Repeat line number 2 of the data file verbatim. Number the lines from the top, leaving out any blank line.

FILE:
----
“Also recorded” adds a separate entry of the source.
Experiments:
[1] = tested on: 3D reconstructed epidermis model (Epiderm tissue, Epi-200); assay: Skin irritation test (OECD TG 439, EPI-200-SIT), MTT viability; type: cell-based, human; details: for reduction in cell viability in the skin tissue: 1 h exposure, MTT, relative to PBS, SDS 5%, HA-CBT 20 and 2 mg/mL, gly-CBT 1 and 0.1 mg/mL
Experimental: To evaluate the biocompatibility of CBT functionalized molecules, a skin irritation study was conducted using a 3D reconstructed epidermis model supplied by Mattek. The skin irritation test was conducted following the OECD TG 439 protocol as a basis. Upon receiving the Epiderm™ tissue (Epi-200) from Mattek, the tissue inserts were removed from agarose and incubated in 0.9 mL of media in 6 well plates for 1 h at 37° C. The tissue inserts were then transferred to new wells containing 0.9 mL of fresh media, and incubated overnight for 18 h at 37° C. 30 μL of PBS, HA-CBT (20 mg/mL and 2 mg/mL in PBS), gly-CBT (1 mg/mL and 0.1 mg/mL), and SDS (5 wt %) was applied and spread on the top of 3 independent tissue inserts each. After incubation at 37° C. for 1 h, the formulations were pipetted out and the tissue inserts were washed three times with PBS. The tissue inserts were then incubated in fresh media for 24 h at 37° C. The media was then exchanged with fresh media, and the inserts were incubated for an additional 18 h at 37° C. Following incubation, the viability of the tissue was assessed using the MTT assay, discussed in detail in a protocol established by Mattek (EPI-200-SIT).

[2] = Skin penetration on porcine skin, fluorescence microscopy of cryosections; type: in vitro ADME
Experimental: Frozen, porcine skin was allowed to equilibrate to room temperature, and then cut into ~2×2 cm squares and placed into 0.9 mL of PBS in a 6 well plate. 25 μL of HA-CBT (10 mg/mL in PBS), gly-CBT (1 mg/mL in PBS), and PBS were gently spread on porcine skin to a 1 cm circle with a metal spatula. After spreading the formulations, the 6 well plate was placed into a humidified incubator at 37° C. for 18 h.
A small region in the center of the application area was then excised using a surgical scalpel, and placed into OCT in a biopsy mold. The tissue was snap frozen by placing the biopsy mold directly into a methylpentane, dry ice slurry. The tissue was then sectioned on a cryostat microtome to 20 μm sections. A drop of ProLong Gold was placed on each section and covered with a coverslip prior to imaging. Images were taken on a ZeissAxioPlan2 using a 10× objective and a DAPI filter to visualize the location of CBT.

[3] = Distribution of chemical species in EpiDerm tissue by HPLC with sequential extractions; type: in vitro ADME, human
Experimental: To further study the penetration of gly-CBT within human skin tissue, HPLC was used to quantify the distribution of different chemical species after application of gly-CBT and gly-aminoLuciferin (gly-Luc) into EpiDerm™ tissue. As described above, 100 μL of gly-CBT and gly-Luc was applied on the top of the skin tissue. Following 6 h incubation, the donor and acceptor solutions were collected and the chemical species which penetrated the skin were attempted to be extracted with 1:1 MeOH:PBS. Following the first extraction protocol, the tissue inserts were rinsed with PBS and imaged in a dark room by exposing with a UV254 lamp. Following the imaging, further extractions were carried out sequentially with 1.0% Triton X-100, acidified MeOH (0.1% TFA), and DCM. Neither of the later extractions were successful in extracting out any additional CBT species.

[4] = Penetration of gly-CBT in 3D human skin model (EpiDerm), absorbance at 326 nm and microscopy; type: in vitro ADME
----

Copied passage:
Experiments: